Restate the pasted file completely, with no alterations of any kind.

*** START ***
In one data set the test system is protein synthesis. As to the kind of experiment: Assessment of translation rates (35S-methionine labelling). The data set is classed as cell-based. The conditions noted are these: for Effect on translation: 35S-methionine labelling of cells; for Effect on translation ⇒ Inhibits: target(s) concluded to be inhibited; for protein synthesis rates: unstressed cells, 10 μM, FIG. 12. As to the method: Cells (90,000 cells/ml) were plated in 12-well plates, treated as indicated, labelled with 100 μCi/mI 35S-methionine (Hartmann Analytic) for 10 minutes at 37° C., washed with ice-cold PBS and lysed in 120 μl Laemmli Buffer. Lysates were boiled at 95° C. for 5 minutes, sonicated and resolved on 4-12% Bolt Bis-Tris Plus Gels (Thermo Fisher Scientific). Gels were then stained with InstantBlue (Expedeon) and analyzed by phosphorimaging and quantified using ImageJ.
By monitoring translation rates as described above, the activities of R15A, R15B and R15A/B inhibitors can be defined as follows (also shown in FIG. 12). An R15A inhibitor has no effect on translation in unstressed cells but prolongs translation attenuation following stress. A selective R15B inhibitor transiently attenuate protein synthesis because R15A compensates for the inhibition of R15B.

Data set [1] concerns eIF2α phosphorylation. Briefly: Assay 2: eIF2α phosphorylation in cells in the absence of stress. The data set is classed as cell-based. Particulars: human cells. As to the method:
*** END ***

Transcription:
In one data set the test system is protein synthesis. As to the kind of experiment: Assessment of translation rates (35S-methionine labelling). The data set is classed as cell-based. The conditions noted are these: for Effect on translation: 35S-methionine labelling of cells; for Effect on translation ⇒ Inhibits: target(s) concluded to be inhibited; for protein synthesis rates: unstressed cells, 10 μM, FIG. 12. As to the method: Cells (90,000 cells/ml) were plated in 12-well plates, treated as indicated, labelled with 100 μCi/mI 35S-methionine (Hartmann Analytic) for 10 minutes at 37° C., washed with ice-cold PBS and lysed in 120 μl Laemmli Buffer. Lysates were boiled at 95° C. for 5 minutes, sonicated and resolved on 4-12% Bolt Bis-Tris Plus Gels (Thermo Fisher Scientific). Gels were then stained with InstantBlue (Expedeon) and analyzed by phosphorimaging and quantified using ImageJ.
By monitoring translation rates as described above, the activities of R15A, R15B and R15A/B inhibitors can be defined as follows (also shown in FIG. 12). An R15A inhibitor has no effect on translation in unstressed cells but prolongs translation attenuation following stress. A selective R15B inhibitor transiently attenuate protein synthesis because R15A compensates for the inhibition of R15B.

Data set [1] concerns eIF2α phosphorylation. Briefly: Assay 2: eIF2α phosphorylation in cells in the absence of stress. The data set is classed as cell-based. Particulars: human cells. As to the method: